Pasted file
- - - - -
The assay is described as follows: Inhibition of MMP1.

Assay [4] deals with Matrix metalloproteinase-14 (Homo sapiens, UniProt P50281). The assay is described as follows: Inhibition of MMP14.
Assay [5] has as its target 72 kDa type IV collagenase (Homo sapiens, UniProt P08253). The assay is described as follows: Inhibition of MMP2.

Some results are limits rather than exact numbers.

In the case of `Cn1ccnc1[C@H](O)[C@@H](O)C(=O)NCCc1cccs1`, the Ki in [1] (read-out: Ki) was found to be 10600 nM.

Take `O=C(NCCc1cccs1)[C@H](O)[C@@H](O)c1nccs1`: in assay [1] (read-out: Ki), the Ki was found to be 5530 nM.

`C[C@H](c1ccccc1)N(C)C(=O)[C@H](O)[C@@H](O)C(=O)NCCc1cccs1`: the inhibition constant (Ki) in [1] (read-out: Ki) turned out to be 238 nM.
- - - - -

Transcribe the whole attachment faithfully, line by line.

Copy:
The assay is described as follows: Inhibition of MMP1.

Assay [4] deals with Matrix metalloproteinase-14 (Homo sapiens, UniProt P50281). The assay is described as follows: Inhibition of MMP14.
Assay [5] has as its target 72 kDa type IV collagenase (Homo sapiens, UniProt P08253). The assay is described as follows: Inhibition of MMP2.

Some results are limits rather than exact numbers.

In the case of `Cn1ccnc1[C@H](O)[C@@H](O)C(=O)NCCc1cccs1`, the Ki in [1] (read-out: Ki) was found to be 10600 nM.

Take `O=C(NCCc1cccs1)[C@H](O)[C@@H](O)c1nccs1`: in assay [1] (read-out: Ki), the Ki was found to be 5530 nM.

`C[C@H](c1ccccc1)N(C)C(=O)[C@H](O)[C@@H](O)C(=O)NCCc1cccs1`: the inhibition constant (Ki) in [1] (read-out: Ki) turned out to be 238 nM.